Banana Yoshimoto | Literature Criticism Critical Review by David Galef

This literature criticism consists of approximately 2 pages of analysis & critique of Banana Yoshimoto.
This section contains 583 words
(approx. 2 pages at 300 words per page)
Buy the Critical Review by David Galef

Critical Review by David Galef

SOURCE: "Jinxed," in The New York Times Book Review, February 27, 1994, p. 23.

In the following review. Galef argues that NP suffers from superficiality and poor writing.

Like comic books for businessmen and green-tea ice cream, Banana Yoshimoto is a Japanese phenomenon that Americans may find difficult to understand. Though her previous novel, Kitchen, got mixed reviews in the United States, it was a best seller in Tokyo, and she is particularly attractive to the teen-age and young-adult set. Her protagonists tend to be young women adrift, sliding away from family into sensuous romance. The loosely constructed episodes are meant to evoke a mood of what the Japanese call "aware," a contemplative sadness akin to the original meaning of melancholy. In between are pregnant conversations, strange coincidences, erotic interludes and lyrical passages on the weather.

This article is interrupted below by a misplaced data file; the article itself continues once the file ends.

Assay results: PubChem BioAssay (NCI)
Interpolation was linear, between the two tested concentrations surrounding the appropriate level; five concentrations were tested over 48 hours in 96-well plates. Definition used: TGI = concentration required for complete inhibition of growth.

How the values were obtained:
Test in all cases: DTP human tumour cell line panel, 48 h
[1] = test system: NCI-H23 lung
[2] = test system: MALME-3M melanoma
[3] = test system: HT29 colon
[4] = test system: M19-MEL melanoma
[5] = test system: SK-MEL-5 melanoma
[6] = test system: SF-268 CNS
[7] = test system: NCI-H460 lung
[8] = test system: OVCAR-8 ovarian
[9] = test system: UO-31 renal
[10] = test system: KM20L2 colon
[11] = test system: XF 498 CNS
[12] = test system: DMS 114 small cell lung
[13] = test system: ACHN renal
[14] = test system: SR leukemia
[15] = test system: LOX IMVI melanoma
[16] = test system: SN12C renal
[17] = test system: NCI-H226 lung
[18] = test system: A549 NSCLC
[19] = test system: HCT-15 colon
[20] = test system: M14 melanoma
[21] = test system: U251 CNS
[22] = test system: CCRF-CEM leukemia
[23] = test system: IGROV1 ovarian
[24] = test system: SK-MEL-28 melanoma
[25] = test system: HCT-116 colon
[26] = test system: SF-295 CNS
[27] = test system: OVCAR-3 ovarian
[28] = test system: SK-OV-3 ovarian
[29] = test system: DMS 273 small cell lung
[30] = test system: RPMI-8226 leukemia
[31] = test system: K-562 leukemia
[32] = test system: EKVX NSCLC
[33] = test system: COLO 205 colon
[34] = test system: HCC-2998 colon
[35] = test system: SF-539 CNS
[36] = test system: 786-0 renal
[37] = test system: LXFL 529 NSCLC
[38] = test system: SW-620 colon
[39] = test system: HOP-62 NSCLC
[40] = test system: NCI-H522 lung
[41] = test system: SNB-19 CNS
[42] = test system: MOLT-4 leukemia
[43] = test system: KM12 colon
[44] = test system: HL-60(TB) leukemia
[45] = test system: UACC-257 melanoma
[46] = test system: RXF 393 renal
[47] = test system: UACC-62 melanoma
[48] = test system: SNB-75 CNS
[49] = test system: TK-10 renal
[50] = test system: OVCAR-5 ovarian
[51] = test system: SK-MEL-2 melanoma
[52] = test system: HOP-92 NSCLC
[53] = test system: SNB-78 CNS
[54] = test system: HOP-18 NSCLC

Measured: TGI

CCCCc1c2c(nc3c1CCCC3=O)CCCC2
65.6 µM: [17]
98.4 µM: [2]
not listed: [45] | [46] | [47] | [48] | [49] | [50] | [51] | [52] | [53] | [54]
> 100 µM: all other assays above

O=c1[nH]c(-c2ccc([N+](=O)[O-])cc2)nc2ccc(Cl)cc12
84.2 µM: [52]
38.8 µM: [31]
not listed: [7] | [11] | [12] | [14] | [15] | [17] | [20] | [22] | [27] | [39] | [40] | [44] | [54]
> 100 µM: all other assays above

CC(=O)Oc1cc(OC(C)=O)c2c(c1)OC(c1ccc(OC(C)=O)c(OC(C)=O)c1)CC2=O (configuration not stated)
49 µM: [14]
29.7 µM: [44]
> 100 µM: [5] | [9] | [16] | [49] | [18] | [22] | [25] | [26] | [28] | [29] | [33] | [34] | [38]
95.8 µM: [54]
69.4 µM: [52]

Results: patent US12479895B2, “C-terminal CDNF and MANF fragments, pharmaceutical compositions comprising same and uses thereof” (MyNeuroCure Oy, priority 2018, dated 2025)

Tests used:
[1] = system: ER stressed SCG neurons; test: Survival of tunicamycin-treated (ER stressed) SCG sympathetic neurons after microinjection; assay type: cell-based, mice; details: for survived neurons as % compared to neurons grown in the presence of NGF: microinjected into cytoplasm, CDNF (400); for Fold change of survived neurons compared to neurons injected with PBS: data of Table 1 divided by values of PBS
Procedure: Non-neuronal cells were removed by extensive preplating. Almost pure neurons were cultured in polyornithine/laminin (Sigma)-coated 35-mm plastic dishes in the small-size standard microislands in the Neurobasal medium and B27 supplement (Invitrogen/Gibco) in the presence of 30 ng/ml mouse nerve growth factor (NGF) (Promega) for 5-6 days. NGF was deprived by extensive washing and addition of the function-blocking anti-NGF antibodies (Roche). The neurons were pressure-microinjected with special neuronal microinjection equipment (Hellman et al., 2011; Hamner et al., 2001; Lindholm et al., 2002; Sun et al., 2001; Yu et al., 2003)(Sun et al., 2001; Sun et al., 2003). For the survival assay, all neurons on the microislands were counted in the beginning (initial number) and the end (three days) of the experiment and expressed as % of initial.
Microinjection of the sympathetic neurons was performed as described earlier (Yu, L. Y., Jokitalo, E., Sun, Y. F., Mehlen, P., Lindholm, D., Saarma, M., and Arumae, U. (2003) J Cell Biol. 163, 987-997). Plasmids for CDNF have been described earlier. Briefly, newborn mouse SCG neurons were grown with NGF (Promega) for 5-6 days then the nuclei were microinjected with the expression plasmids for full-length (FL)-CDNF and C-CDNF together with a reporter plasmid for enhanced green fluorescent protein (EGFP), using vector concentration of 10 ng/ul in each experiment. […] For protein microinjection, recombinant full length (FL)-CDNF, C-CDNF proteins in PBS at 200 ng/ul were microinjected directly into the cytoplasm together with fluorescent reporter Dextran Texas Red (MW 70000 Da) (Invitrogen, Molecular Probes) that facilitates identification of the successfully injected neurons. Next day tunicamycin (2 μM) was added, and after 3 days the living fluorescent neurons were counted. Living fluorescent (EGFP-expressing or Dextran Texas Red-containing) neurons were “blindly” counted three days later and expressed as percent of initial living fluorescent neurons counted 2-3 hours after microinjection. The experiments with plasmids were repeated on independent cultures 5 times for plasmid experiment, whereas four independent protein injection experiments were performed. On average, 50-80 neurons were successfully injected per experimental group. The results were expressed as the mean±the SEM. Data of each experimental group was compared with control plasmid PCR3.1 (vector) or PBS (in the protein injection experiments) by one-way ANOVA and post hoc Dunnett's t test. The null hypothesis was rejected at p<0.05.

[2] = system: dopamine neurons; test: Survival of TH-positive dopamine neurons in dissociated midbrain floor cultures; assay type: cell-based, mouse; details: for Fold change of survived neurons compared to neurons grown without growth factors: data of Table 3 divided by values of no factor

N.P., described as a novel...

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This section contains 583 words
(approx. 2 pages at 300 words per page)
Buy the Critical Review by David Galef
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